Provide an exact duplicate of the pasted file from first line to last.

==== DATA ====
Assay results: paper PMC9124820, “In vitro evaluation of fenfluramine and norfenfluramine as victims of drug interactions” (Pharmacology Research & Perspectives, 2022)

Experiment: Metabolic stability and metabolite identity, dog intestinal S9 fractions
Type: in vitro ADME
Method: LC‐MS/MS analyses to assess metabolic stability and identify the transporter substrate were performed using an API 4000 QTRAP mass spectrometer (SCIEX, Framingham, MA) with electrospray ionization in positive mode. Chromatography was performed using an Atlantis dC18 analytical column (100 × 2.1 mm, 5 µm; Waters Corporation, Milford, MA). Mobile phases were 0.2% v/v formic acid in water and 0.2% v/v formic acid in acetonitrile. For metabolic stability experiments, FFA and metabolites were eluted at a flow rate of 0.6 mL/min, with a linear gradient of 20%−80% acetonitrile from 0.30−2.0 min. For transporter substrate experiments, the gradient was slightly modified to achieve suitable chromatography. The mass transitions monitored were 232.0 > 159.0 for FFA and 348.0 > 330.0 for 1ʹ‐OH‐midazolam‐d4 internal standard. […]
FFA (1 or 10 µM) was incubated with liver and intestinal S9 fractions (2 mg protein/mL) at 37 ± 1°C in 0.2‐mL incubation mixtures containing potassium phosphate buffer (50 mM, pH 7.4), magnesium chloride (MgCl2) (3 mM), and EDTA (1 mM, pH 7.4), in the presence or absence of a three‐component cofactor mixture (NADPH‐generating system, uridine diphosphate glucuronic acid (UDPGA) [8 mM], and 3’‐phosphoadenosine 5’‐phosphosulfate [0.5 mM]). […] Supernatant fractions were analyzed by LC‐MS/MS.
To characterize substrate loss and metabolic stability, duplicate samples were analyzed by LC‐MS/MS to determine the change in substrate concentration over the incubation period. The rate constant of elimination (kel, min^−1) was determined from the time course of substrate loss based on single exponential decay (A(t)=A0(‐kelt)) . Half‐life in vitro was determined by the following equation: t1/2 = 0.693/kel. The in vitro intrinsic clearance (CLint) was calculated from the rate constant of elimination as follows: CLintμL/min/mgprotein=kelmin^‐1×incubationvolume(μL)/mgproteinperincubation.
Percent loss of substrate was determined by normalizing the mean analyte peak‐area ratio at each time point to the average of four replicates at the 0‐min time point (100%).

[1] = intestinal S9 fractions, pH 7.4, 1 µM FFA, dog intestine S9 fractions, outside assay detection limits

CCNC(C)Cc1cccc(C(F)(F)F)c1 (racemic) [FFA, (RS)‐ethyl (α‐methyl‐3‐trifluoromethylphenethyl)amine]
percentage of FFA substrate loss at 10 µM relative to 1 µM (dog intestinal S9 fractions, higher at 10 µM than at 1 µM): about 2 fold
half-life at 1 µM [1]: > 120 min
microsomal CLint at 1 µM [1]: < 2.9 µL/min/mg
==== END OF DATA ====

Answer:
Assay results: paper PMC9124820, “In vitro evaluation of fenfluramine and norfenfluramine as victims of drug interactions” (Pharmacology Research & Perspectives, 2022)

Experiment: Metabolic stability and metabolite identity, dog intestinal S9 fractions
Type: in vitro ADME
Method: LC‐MS/MS analyses to assess metabolic stability and identify the transporter substrate were performed using an API 4000 QTRAP mass spectrometer (SCIEX, Framingham, MA) with electrospray ionization in positive mode. Chromatography was performed using an Atlantis dC18 analytical column (100 × 2.1 mm, 5 µm; Waters Corporation, Milford, MA). Mobile phases were 0.2% v/v formic acid in water and 0.2% v/v formic acid in acetonitrile. For metabolic stability experiments, FFA and metabolites were eluted at a flow rate of 0.6 mL/min, with a linear gradient of 20%−80% acetonitrile from 0.30−2.0 min. For transporter substrate experiments, the gradient was slightly modified to achieve suitable chromatography. The mass transitions monitored were 232.0 > 159.0 for FFA and 348.0 > 330.0 for 1ʹ‐OH‐midazolam‐d4 internal standard. […]
FFA (1 or 10 µM) was incubated with liver and intestinal S9 fractions (2 mg protein/mL) at 37 ± 1°C in 0.2‐mL incubation mixtures containing potassium phosphate buffer (50 mM, pH 7.4), magnesium chloride (MgCl2) (3 mM), and EDTA (1 mM, pH 7.4), in the presence or absence of a three‐component cofactor mixture (NADPH‐generating system, uridine diphosphate glucuronic acid (UDPGA) [8 mM], and 3’‐phosphoadenosine 5’‐phosphosulfate [0.5 mM]). […] Supernatant fractions were analyzed by LC‐MS/MS.
To characterize substrate loss and metabolic stability, duplicate samples were analyzed by LC‐MS/MS to determine the change in substrate concentration over the incubation period. The rate constant of elimination (kel, min^−1) was determined from the time course of substrate loss based on single exponential decay (A(t)=A0(‐kelt)) . Half‐life in vitro was determined by the following equation: t1/2 = 0.693/kel. The in vitro intrinsic clearance (CLint) was calculated from the rate constant of elimination as follows: CLintμL/min/mgprotein=kelmin^‐1×incubationvolume(μL)/mgproteinperincubation.
Percent loss of substrate was determined by normalizing the mean analyte peak‐area ratio at each time point to the average of four replicates at the 0‐min time point (100%).

[1] = intestinal S9 fractions, pH 7.4, 1 µM FFA, dog intestine S9 fractions, outside assay detection limits

CCNC(C)Cc1cccc(C(F)(F)F)c1 (racemic) [FFA, (RS)‐ethyl (α‐methyl‐3‐trifluoromethylphenethyl)amine]
percentage of FFA substrate loss at 10 µM relative to 1 µM (dog intestinal S9 fractions, higher at 10 µM than at 1 µM): about 2 fold
half-life at 1 µM [1]: > 120 min
microsomal CLint at 1 µM [1]: < 2.9 µL/min/mg